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Courthouse fire leads to upgrades to two historic Chester buildings

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By The Staff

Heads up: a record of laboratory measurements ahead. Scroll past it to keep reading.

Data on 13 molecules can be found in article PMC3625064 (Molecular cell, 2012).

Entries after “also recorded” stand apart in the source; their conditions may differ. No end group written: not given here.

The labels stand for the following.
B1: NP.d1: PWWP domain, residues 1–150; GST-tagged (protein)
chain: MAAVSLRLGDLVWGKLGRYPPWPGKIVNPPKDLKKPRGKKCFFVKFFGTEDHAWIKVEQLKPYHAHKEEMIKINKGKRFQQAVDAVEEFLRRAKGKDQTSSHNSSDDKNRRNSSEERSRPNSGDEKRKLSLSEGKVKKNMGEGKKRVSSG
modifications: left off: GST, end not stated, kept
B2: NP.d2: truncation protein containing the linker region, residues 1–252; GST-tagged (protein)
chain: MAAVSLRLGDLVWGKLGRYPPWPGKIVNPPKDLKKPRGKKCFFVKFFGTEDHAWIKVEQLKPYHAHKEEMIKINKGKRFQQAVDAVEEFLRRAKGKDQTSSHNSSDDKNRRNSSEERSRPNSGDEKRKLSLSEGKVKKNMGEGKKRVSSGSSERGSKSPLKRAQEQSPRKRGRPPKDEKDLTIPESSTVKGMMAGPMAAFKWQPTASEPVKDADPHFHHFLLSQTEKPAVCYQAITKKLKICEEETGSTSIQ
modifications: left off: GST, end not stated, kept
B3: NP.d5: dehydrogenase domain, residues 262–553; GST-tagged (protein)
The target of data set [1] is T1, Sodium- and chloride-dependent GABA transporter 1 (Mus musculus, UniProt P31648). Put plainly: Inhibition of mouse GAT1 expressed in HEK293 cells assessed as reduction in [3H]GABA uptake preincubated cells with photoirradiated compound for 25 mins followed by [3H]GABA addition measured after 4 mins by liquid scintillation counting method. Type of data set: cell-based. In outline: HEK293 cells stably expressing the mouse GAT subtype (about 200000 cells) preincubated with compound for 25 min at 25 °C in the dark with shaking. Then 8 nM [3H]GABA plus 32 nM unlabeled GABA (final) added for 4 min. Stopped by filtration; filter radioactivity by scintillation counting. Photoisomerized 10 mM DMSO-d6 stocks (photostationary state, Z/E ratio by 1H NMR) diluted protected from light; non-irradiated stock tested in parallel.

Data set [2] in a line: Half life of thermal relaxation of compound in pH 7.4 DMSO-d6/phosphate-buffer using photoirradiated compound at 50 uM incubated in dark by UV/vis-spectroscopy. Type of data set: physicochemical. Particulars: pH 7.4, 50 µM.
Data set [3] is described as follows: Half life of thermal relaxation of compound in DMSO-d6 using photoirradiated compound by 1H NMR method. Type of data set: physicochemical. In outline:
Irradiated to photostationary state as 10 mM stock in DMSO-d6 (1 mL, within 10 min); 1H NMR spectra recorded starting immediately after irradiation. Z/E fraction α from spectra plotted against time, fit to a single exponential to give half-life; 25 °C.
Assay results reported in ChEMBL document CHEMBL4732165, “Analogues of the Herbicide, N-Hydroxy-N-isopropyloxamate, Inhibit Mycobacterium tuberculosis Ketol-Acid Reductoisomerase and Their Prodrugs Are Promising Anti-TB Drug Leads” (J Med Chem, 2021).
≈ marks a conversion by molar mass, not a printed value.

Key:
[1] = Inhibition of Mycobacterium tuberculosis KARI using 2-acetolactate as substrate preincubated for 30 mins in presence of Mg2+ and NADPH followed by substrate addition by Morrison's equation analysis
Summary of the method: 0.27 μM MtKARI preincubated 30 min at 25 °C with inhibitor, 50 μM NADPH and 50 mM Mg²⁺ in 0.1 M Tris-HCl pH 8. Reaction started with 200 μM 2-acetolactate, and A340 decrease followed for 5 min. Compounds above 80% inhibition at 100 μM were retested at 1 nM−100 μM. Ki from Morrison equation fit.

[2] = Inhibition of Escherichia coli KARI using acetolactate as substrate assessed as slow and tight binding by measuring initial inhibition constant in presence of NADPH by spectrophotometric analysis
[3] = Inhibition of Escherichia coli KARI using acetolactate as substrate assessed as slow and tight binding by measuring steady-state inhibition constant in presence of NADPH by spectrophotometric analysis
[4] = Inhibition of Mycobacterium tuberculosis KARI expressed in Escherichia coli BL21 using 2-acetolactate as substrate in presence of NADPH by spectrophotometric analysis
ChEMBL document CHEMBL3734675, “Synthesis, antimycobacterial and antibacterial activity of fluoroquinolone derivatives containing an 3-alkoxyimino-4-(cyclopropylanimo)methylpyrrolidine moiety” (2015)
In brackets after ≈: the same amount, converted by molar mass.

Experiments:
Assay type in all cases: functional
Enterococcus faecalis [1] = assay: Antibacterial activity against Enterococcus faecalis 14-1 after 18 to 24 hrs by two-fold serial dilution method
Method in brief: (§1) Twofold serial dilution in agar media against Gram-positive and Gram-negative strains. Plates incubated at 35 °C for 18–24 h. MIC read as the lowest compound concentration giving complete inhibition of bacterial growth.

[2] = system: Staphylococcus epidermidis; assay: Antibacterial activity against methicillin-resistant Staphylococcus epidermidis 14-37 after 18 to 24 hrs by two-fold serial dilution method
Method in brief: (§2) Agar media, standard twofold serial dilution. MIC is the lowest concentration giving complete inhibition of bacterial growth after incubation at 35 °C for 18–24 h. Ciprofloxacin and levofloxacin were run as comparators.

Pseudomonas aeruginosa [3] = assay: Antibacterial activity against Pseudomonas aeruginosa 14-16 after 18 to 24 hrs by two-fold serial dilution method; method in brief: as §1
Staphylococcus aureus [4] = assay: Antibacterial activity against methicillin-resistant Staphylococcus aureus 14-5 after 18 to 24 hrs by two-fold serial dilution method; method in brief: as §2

CHESTER – When the Lancaster County Courthouse and 6th Circuit Solicitor’s Office in downtown Lancaster were damaged by an arsonist in early August, steps were taken in Chester to ensure that buildings there wouldn’t be a target. Chester City Council received information from Police Chief Mike Brown just after the fires about a vulnerability at its city hall that could be exploited.  One of the problems came from the row of windows at street level next to a sidewalk.  Brown said the windows weren’t secure and posed a hazard because they were so easily accessible to anyone walking by the building. “Someone could have opened one of them and thrown something in,” Brown said. Since then, the problem has been corrected. The windows were upfitted with metal, making them much harder to access. Brown also noted  that some other offices in Chester were too easy to get into, couldn’t be locked or used pad locks. Those problems have been corrected, too, Brown said. Immediately after the fires in Lancaster, police officers were stationed in the Chester County Courthouse at night. “We had officers walk through the courthouse at night. It was just a safety measure,” Brown said. Brown said he and other officials wanted to take every precaution possible since Chester and Lancaster counties share a solicitor. Both counties are in the 6th Circuit, which is served by Doug Barfield. Brown said the Chester County Courthouse is now equipped with an alarm system. Once that system was installed, nighttime walk-throughs by officers were discontinued, Brown said. Like the Lancaster County Courthouse, the courthouse in Chester County and Chester City Hall are historic structures. The two buildings are among the oldest in Chester County. Martavious Carter, 17, is charged with setting the fires at the courthouse and solicitor’s office here. He’s also facing charges in a string of armed robberies that occurred after the fires.